Every year, an army of young girls descends on grocery store parking lots, community fairs, and your neighborhood to sell cookies. Unlike most people trying to hawk goods, there’s a chance you’ve actually walked toward them rather than steering away and avoiding eye contact. Why? Because Girl Scout cookies are amazing, that’s why.
Thin Mints are the unquestioned titan of Girl Scout cookies, followed by Samoas (called Caramel deLites in some regions). Sitting at #3 are certain “crispy cookies layered with peanut butter and covered with a chocolaty coating” that have one of two names depending on where you live and what bakery makes them: either Peanut Butter Patties or Tagalongs.
We purchase Girl Scout cookies from Girl Scouts because we like supporting their work, but we also can’t always get Girl Scout cookies. Most troops only sell them from January to April, so if it’s June or August we’re out of luck. Fortunately, several stores offer their own imitation peanut butter cookie variations for us to get. Aldi, for instance, carries them. So does Dollar General. Another option is Family Dollar, which sells its own Tagalongs under the Eatz house brand.
Eatz Fudge Covered Peanut Butter Cookies are a Family Dollar exclusive. They come in a 7-ounce box and currently cost $1.85. That comes out to 26 cents an ounce. For comparison, Aldi and Walmart cookies both run about 14 cents an ounce, while Dollar General cookies cost about 21 cents an ounce. So Family Dollar is more than many other imitations. It is lower than the $5-$6 per box you’ll pay for official Girl Scout cookies, though.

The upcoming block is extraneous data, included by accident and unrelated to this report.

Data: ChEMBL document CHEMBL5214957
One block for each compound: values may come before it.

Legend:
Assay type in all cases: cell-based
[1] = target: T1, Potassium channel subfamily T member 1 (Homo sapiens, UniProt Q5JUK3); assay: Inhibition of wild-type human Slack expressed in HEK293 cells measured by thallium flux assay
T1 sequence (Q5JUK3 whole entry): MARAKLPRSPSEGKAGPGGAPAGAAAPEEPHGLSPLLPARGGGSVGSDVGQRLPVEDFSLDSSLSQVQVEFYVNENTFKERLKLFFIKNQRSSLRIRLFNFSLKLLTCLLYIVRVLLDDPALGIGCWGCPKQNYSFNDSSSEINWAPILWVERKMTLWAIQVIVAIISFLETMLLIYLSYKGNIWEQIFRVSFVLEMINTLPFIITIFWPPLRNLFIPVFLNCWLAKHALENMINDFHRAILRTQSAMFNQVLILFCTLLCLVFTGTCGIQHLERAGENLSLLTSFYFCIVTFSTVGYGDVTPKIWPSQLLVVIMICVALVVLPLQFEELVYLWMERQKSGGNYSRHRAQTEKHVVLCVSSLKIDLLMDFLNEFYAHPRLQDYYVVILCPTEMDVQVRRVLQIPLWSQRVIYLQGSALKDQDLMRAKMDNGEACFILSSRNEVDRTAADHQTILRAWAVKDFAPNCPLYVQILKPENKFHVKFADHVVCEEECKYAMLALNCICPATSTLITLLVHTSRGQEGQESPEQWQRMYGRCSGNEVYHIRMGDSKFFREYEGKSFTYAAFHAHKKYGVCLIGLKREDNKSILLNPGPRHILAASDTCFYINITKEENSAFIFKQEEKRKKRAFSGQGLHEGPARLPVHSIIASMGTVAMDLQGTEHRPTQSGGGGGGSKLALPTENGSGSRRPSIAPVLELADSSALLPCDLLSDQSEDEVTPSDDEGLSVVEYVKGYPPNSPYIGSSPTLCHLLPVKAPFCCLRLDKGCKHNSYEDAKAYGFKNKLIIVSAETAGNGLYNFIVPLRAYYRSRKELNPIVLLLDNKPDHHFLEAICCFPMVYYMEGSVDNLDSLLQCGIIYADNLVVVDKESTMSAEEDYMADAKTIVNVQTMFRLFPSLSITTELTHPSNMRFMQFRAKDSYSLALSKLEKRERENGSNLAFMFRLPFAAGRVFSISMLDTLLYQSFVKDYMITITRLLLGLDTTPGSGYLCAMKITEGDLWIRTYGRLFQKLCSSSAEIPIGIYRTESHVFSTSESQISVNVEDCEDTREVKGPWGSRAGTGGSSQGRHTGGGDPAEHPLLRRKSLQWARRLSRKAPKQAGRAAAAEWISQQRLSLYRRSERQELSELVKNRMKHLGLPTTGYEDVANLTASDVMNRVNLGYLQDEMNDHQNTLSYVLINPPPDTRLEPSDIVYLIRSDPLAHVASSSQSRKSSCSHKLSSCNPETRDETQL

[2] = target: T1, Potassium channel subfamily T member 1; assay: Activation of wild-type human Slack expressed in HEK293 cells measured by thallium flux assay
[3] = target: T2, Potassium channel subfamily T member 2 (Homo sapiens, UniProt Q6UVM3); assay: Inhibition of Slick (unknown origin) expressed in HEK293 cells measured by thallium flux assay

These are not good for you, although you probably didn’t need me to tell you that. Just two cookies is good for 140 calories, 4 grams of saturated fat, and 15 grams of carbs. In terms of allergens, these cookies contain soy, wheat, and peanuts, and may contain milk and coconut.
Tagalongs are my personal favorite Girl Scout cookie, so I was curious to see how these stacked up. I liked them, and the rest of my family did, too. They’re soft on the outside, with a crunchy cookie and soft peanut butter filling on the inside. I thought they might be a little lower on the peanut butter quantity than the official Girl Scout version, but I still thought they were good, and I don’t expect them to last long in our house.
Eatz Fudge Covered Peanut Butter Cookies from Family Dollar are a good imitation of Girl Scout Peanut Butter Patties or Tagalongs. While they might have a slightly different proportion of peanut butter and cookie compared to the official version, our family still unanimously liked them. There are cheaper options out there at Aldi and Dollar General, but if you’ve got a Family Dollar nearby and don’t mind paying a little more these are worth a look.